Amnesty Insternational Club raises money as leaves fall

Kelsey Bundra
Editor-In-Chief

On Friday, October 30, the Millersville University chapter of Amnesty International held a fundraiser that benefitted refugees in the area. The pumpkin decorating and bake sale helped raise $127.76 that will be donated to Church World Service, a cooperative that provides help to local refugees.

Students stopped by Amnesty International’s table outside of the SMC to paint pumpkins and purchase baked goods despite the chilly weather. Bob Musser Jr., a local farmer, donated 40 pumpkins. Amnesty International’s president, Danielle Perez, was shopping for pumpkins at a Lancaster area farm when Musser Jr. offered the pumpkins free of charge. He heard that the pumpkins were being used as a fundraiser for refugees and donated them.

Amnesty International Club held a fundraiser to benefit refugees through help from Church World Services. The club had pumpkins available for students to paint and carve in celebration of Fall. (Kelsey Bundra/ Snapper)
Amnesty International Club held a fundraiser to benefit refugees through help from Church World Services. The club had pumpkins available for students to paint and carve in celebration of Fall. (Kelsey Bundra/ Snapper)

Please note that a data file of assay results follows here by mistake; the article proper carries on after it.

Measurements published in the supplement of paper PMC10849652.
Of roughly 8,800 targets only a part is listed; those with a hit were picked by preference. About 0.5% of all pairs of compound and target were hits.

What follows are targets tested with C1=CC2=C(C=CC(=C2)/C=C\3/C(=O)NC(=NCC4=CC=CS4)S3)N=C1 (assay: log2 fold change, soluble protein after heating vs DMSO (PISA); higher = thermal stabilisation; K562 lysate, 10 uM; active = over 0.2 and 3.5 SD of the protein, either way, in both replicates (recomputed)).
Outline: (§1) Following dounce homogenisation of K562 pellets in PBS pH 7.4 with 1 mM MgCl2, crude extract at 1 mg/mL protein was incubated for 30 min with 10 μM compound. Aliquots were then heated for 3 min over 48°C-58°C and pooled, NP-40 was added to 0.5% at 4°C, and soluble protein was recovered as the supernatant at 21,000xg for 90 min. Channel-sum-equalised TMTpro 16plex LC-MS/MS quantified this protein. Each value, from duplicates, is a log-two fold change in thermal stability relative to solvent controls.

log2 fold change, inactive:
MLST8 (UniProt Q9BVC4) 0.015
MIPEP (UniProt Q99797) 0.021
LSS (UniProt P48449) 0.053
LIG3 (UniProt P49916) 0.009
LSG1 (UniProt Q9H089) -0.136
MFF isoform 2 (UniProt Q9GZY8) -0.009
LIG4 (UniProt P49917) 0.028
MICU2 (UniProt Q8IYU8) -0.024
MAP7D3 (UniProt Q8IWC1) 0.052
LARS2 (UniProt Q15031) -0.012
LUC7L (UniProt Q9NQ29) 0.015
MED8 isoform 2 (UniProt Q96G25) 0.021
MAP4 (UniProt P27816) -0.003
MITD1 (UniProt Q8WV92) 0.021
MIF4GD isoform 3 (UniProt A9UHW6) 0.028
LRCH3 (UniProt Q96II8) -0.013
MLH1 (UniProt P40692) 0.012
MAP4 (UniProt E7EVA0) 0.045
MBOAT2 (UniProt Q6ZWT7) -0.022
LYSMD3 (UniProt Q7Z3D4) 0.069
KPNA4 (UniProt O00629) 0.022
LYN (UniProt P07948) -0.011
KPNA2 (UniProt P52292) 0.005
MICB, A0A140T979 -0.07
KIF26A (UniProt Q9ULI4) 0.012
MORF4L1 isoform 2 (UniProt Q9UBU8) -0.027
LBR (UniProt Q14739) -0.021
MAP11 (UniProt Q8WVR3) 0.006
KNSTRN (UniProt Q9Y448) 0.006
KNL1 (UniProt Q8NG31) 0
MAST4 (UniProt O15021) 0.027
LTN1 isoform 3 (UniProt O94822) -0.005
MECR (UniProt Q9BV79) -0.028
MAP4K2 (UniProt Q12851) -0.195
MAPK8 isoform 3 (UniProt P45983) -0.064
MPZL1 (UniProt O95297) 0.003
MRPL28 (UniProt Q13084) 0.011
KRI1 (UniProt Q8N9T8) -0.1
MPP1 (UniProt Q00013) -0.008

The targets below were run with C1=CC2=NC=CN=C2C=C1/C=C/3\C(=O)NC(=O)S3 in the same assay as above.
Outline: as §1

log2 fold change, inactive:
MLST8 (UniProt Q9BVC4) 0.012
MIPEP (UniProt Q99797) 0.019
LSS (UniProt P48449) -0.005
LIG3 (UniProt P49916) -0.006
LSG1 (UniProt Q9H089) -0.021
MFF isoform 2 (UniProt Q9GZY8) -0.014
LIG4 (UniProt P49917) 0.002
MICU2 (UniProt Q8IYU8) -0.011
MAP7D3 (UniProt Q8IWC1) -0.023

This donation of pumpkins helped increase the profit made by the fundraiser. Amnesty sold about 30 pumpkins. Dave Halloran, a member of Amnesty International, said the fundraiser is “helpful.”

The money is being donated to Church World Service. They have a presence in Lancaster. The cooperative helps local refugees get settled in Lancaster. “[Church World Service] is housing refugees in the area and mitigating the problems with the Syrian refugee crisis,” Halloran said.

The idea for the fundraiser came from Perez’s mind. The fundraiser reflects the organizations agenda for the year. Amnesty International discussed what they want their three topics of interest for that year. This year the three topics picked were refugees, LGBT issues and women’s rights. Also, the national chapter is focusing on the refugee crisis this year.

There is a large population of refugees in Lancaster. Around 300 refugees a year are settled in Lancaster according Church World Service. Amnesty International will be holding a spoken word event on Monday, Nov. 16.